The Farm Bill meets Animal Farm

I find it both disturbing and ironic that Nov. 1 marked the latest example of Congress and the White House finding common ground. The Nov. 2 Baltimore Sun article "Cuts to food stamps will affect 47 million needy Americans" provided the lens for my perspective: "Though the cut was intended to come as the economy improved, the recovery has yet to lift many Americans on food stamps out of poverty."

It's disturbing because sequestration and budget deals have brought us to the point where we are now taking food off the already half empty plates of poor people. It's ironic because those same deals have preserved tax breaks for the wealthy so their plates continue to overflow.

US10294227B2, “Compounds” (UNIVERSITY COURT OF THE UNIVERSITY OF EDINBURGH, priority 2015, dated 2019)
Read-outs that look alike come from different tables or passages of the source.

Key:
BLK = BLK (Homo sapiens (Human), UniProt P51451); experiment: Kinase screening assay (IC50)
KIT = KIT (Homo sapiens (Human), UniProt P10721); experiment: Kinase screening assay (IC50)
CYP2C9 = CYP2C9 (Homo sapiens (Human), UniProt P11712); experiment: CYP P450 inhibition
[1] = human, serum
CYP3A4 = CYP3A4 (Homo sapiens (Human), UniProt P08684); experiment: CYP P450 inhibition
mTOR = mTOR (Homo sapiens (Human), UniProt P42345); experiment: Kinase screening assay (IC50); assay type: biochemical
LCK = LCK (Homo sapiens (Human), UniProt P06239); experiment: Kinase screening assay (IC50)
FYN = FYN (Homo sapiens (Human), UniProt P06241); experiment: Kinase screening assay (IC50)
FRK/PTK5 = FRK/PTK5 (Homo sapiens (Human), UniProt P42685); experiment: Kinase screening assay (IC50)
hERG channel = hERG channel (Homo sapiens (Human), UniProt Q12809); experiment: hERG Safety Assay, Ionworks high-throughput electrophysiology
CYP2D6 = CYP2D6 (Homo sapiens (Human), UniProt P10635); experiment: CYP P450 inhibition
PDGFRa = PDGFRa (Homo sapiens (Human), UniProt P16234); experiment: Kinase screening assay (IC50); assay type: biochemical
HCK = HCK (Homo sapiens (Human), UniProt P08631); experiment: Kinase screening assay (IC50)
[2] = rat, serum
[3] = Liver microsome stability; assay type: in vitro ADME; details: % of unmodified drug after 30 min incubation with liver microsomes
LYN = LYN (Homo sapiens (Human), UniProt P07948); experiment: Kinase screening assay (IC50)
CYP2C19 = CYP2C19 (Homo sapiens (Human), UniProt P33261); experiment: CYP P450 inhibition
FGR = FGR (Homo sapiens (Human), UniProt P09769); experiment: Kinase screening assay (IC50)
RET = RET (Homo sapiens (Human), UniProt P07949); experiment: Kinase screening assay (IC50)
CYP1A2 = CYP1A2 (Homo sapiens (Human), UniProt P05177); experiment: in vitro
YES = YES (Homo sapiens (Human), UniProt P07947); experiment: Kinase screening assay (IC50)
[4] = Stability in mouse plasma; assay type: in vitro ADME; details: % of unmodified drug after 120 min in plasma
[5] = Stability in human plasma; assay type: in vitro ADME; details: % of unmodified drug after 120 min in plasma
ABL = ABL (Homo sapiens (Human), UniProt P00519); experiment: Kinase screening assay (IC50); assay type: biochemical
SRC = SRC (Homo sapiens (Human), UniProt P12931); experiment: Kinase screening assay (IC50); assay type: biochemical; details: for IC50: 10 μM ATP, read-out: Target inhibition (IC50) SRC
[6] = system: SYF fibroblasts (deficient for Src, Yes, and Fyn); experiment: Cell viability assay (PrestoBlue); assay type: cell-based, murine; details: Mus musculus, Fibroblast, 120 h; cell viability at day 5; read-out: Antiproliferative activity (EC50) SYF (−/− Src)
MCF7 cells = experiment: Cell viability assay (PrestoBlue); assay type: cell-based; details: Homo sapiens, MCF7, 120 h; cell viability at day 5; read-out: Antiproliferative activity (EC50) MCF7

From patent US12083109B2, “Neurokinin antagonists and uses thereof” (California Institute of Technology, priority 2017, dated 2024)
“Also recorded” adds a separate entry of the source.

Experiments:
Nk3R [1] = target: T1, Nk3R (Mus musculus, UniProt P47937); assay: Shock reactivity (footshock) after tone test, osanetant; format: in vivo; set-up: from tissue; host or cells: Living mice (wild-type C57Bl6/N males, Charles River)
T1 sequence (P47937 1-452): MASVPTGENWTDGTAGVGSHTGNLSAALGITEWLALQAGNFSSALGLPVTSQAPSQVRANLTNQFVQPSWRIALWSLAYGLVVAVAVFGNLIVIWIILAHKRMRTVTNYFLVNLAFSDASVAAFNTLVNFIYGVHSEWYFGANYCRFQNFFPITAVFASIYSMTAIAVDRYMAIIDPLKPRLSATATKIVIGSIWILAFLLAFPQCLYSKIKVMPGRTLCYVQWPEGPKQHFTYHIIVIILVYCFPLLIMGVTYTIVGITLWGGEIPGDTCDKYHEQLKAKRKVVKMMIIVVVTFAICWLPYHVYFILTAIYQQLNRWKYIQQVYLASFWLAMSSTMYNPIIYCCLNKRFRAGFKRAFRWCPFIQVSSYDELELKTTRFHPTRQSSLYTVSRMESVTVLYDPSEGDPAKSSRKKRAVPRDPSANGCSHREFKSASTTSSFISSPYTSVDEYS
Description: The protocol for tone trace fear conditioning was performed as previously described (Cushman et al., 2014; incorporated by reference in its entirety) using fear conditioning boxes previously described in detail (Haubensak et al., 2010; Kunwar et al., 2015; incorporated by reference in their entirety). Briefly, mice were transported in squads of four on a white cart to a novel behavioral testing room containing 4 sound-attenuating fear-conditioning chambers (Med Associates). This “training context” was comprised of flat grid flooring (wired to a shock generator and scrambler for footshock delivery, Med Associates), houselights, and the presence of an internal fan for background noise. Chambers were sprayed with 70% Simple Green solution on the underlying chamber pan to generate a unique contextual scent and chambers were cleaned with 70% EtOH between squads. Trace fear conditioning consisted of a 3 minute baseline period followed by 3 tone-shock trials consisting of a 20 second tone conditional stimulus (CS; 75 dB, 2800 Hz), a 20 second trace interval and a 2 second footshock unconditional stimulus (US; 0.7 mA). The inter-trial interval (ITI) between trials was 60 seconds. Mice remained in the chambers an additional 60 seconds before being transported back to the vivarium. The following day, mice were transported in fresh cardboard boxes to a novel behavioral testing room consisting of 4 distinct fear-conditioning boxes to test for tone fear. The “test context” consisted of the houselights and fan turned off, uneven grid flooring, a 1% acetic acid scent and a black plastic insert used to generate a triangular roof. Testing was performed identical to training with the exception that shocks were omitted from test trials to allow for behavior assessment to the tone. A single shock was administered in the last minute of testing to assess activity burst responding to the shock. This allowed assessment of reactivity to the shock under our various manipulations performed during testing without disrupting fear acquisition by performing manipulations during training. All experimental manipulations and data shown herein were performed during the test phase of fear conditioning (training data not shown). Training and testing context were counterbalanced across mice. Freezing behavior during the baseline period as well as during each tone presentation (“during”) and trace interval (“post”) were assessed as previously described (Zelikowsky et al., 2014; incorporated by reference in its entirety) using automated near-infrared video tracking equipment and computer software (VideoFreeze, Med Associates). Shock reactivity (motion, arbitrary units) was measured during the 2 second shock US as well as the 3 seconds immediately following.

Next up? A certain-to-be shameful debate on the Farm Bill. How much more can be cut from the food stamp program versus how much of the farm subsidies, the vast majority of which go to wealthy farm owners and agribusinesses, can be retained?

And for our elected officials, whether Democrat, Republican or other: I trust that at least in your heart of hearts you will be ashamed by this next debate. I expect and fear though, the agreement announced will be another bi-partisan victory for the American people!

George Orwell could not have predicted how sadly poignant his book's title "Animal Farm," and his message, would be today. The last and only surviving Commandment in the conclusion of the book is, "All animals are equal but some animals are more equal than others." Nov. 1 again clearly trumpets this for all Americans.

Richard Doran, Baltimore

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